Saving whales in the Seychelles

By Lucien Crowder | February 23, 2018

In case you’re fuzzy on your African geography—my own ongoing effort to learn the name of every country on the continent has never quite reached its goal—let’s review the basics of the Seychelles.

What: A sovereign nation. An archipelago of some 115 smallish islands.

Where: In the Indian Ocean, upwards of 1,000 miles east of Kenya and Tanzania.

What the Seychelles lacks in land—a lot—it makes up for in ocean water. That ocean water, along with the little islands that dot it, contains “biodiversity hotspots” that, according to Damian Carrington of The Guardian, “[rival] the Galapagos in ecological importance.” But biodiversity is under threat—from climate change, overfishing, and extractive industries. Wouldn’t it be nice if big chunks of the Seychelles’ marine ecosystems could be protected and preserved?

Well, that’s exactly what’s happening. In a first-of-its-kind arrangement that involves the Nature Conservancy, European governments, debt forgiveness, and notable rich person Leonardo DiCaprio, the Seychelles is creating two large marine reserves—one nearly the size of Scotland, and the other about 80 percent larger than the first—where “extractive uses,” including fishing, will be banned or sharply curtailed. The protected areas amount to 15 percent of the Seychelles’ entire ocean area.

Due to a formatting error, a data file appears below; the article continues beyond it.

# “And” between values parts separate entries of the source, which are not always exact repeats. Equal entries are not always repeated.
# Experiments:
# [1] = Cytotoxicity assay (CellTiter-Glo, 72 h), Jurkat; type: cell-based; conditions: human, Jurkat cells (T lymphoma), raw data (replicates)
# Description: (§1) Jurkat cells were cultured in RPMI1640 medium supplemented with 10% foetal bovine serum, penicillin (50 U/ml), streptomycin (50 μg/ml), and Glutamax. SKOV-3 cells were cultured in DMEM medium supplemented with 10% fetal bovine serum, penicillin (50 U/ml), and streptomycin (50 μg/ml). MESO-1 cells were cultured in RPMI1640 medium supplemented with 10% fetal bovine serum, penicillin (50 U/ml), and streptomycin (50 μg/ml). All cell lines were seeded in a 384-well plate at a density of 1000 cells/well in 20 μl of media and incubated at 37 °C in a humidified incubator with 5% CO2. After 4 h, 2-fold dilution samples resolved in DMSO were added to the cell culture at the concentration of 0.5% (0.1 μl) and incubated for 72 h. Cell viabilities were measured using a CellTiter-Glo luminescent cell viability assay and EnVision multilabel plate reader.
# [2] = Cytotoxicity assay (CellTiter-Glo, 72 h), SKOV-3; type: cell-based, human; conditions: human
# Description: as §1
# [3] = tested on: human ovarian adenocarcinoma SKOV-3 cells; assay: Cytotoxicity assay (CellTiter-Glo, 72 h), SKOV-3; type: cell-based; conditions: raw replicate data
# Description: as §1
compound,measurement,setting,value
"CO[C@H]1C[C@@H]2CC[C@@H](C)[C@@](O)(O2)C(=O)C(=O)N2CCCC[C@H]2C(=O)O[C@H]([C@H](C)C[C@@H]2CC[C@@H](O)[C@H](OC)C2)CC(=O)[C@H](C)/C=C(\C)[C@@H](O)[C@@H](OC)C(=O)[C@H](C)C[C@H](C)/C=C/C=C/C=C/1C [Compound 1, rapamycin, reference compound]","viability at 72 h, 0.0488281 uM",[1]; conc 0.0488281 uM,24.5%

Establishing the parks wouldn’t have been possible without some high finance and a large dose of international do-gooderism. The Seychelles owed $22 million to the United Kingdom, France, Belgium, and Italy. The governments of those countries agreed to sell the debt at a discount to the Nature Conservancy, which got the necessary cash in part from a foundation headed by DiCaprio. The Nature Conservancy also arranged to cut the interest rate on some additional Seychelles debt, providing the island nation the money it will need to establish and monitor the reserves. Similar arrangements are now being contemplated for Grenada and other Caribbean nations, as well as the Seychelles’ rather distant neighbor, Mauritius.

Schemes such as these won’t solve global warming, save all the coral, or provide island nations safety from rising waters. But they’ll go a long way toward protecting sharks, rays, whales, and turtles from humanity’s tendency toward exterminating every living thing that lacks opposable thumbs.

Publication Name: The Guardian
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